# I Help me understand gauge theory?

1. Apr 20, 2017

### quasar987

Hi everyone,

So I recently read a chapter in a math book that vaguely describe how connections on bundles occur in particle physics, but they are very cryptic about the physics part and I just want to know a little bit more about it. So I'll tell you what I read and then follow up with some questions I have.

The way the text is structured, they start by making the observation that by defining a real-valued differential 2-form $F$ on R^4 in a certain way in terms of the components of the E and B fields, Maxwell's equations take the elegant form $dF=d*F=0$. Then they remark that if one writes $F=dA$ by virtue of Poincaré's lemma, then the "potential" $A$ is defined up to the addition of an exact 1-form $df$ which we may write $d(ln(g))=g^{-1}dg$ for $g=e^f$. In particular, by commutativity, the "gauge transformation" $A\mapsto A+df$ can be written $A\mapsto g^{-1}Ag+g^{-1}dg$ which we recognize as the way the connection 1-forms of a connection on a line bundle transform under a change of local trivialisation with transition function $g:\mathbb{R}^4\rightarrow \mathbb{K}^*$. As to $F$, it can be written $F=dA+A\wedge A$ since the exterior product of real-valued 1-forms vanish. As such, we recognize $F$ as the curvature 2-form of the connection.

Here, the line bundle could be real, or it could be complex with structure group $U(1)$. In this case, we admit that $A$ and $F$ are really $i\mathbb{R}$-valued.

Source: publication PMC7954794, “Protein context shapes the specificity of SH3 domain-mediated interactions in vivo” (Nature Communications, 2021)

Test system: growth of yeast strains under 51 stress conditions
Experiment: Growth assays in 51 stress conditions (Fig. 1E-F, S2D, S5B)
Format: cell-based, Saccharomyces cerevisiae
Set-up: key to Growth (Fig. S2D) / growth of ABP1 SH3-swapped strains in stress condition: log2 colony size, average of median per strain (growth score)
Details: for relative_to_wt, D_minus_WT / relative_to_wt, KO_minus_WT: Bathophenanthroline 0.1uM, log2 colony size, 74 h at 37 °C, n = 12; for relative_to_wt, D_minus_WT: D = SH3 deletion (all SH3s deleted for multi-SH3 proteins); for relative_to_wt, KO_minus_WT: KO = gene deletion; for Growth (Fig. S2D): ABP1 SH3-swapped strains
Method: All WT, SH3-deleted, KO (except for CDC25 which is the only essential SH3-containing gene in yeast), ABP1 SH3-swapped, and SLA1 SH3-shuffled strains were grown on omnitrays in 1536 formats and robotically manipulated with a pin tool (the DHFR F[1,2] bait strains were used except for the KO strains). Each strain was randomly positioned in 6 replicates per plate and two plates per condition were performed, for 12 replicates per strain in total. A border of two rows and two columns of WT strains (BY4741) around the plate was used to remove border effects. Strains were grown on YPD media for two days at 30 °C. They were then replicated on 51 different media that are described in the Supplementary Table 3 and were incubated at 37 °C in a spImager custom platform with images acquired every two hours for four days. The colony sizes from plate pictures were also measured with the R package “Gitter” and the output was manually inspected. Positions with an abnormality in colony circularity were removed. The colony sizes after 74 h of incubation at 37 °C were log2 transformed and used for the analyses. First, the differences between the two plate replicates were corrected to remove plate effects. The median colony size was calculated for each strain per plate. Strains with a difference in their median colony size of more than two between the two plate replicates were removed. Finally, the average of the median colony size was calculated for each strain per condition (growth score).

In the more general context of a connection on a vector bundle with (matrix) structure group $G$ on a space-time 4-manifold $M$, the Maxwell equation $dF=0$ becomes $dF = F\wedge A - A\wedge F$, or, regarding $F$ as the curvature form of the corresponding principal $G$-bundle, $DF=0$, where $D$ stands for exterior covariant differentiation. The other Maxwell equation $d*F=0$ generalizes to $D*F=0$ and this is called the Yang-Mills equation.

I also read on wikipedia that in the standard model, the structure group $G$ is $U(1)\times SU(2)\times SU(3)$ where each one of these 3 groups is a symetry group for some "internal structure" that a particle may have.

K so what is the internal structure that is related to U(1) exactly?

How do particles enter the picture? Are particles assumed to be represented by a wave function $\psi:M\rightarrow\mathbb{C}$ as in QM? Is U(1) related to the fact that the probability density $|\psi|^2$ is invariant under phase transformation $\psi\mapsto e^{i\phi}\psi$ ?? But then what is the relationship with the EM field?!

PS I only have an undergraduate background in physics.

2. Apr 20, 2017

### dextercioby

Which is the book? This is a technical subject not easily found. I also look for a clear account of fiber bundle formulation of classical field theory.

Last edited: Apr 20, 2017
3. Apr 20, 2017

### quasar987

Postnikov's Leçons de géométrie différentielle. I am not sure the text exists other than in russian and french.

4. Apr 21, 2017

### RockyMarciano

U(1) may refer to global phase or to local phase, but in this context of "internal structure" in physics it usually refers to the local phase and it is the structure group that corresponds to the fiber in the principal bundle that has $A$ as principal connection.
When switching to QFT things are more involved, there is a step from wavefunctions to operators.

Yes, but note that $\phi$ is not constant here but dependent on spacetime position, this is what makes the phase local, just as the wave function is invariant under phase changes independently of spacetime point, the connection $A$(substitute the scalar and vector potentials in the case of the Schrodinger equation in the presence of an EM field) must also be invariant to the change of local phase, thus called gauge connection.